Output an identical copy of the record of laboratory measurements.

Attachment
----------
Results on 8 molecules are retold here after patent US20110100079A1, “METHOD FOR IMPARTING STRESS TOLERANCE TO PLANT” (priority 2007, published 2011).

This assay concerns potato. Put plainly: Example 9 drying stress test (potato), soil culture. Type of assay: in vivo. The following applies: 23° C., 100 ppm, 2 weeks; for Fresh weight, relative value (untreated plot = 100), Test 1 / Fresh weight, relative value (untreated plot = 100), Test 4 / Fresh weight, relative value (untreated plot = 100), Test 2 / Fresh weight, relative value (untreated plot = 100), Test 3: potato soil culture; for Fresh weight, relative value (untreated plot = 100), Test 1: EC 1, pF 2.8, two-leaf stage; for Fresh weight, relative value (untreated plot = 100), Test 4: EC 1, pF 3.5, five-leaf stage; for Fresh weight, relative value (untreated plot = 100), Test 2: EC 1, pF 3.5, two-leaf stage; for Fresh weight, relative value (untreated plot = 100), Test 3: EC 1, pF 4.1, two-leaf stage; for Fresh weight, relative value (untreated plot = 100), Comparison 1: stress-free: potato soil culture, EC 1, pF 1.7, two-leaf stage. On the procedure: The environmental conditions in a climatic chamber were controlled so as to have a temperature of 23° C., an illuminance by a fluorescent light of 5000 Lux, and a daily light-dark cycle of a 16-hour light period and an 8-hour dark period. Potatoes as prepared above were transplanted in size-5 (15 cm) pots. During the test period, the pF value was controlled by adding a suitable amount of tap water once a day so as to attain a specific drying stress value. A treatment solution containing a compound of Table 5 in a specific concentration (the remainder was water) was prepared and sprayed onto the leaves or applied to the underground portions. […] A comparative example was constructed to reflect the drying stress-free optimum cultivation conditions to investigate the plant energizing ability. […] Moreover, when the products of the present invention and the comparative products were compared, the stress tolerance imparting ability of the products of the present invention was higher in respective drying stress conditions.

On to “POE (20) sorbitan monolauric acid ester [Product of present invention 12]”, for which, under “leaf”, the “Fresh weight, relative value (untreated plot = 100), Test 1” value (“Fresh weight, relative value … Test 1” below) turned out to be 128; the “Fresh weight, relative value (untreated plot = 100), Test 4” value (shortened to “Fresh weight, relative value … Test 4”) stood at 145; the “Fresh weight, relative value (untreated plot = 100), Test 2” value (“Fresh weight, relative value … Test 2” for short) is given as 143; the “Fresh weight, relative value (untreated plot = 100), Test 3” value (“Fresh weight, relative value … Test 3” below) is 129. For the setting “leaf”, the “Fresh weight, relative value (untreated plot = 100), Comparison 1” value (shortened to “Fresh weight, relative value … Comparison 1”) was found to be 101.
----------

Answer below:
Results on 8 molecules are retold here after patent US20110100079A1, “METHOD FOR IMPARTING STRESS TOLERANCE TO PLANT” (priority 2007, published 2011).

This assay concerns potato. Put plainly: Example 9 drying stress test (potato), soil culture. Type of assay: in vivo. The following applies: 23° C., 100 ppm, 2 weeks; for Fresh weight, relative value (untreated plot = 100), Test 1 / Fresh weight, relative value (untreated plot = 100), Test 4 / Fresh weight, relative value (untreated plot = 100), Test 2 / Fresh weight, relative value (untreated plot = 100), Test 3: potato soil culture; for Fresh weight, relative value (untreated plot = 100), Test 1: EC 1, pF 2.8, two-leaf stage; for Fresh weight, relative value (untreated plot = 100), Test 4: EC 1, pF 3.5, five-leaf stage; for Fresh weight, relative value (untreated plot = 100), Test 2: EC 1, pF 3.5, two-leaf stage; for Fresh weight, relative value (untreated plot = 100), Test 3: EC 1, pF 4.1, two-leaf stage; for Fresh weight, relative value (untreated plot = 100), Comparison 1: stress-free: potato soil culture, EC 1, pF 1.7, two-leaf stage. On the procedure: The environmental conditions in a climatic chamber were controlled so as to have a temperature of 23° C., an illuminance by a fluorescent light of 5000 Lux, and a daily light-dark cycle of a 16-hour light period and an 8-hour dark period. Potatoes as prepared above were transplanted in size-5 (15 cm) pots. During the test period, the pF value was controlled by adding a suitable amount of tap water once a day so as to attain a specific drying stress value. A treatment solution containing a compound of Table 5 in a specific concentration (the remainder was water) was prepared and sprayed onto the leaves or applied to the underground portions. […] A comparative example was constructed to reflect the drying stress-free optimum cultivation conditions to investigate the plant energizing ability. […] Moreover, when the products of the present invention and the comparative products were compared, the stress tolerance imparting ability of the products of the present invention was higher in respective drying stress conditions.

On to “POE (20) sorbitan monolauric acid ester [Product of present invention 12]”, for which, under “leaf”, the “Fresh weight, relative value (untreated plot = 100), Test 1” value (“Fresh weight, relative value … Test 1” below) turned out to be 128; the “Fresh weight, relative value (untreated plot = 100), Test 4” value (shortened to “Fresh weight, relative value … Test 4”) stood at 145; the “Fresh weight, relative value (untreated plot = 100), Test 2” value (“Fresh weight, relative value … Test 2” for short) is given as 143; the “Fresh weight, relative value (untreated plot = 100), Test 3” value (“Fresh weight, relative value … Test 3” below) is 129. For the setting “leaf”, the “Fresh weight, relative value (untreated plot = 100), Comparison 1” value (shortened to “Fresh weight, relative value … Comparison 1”) was found to be 101.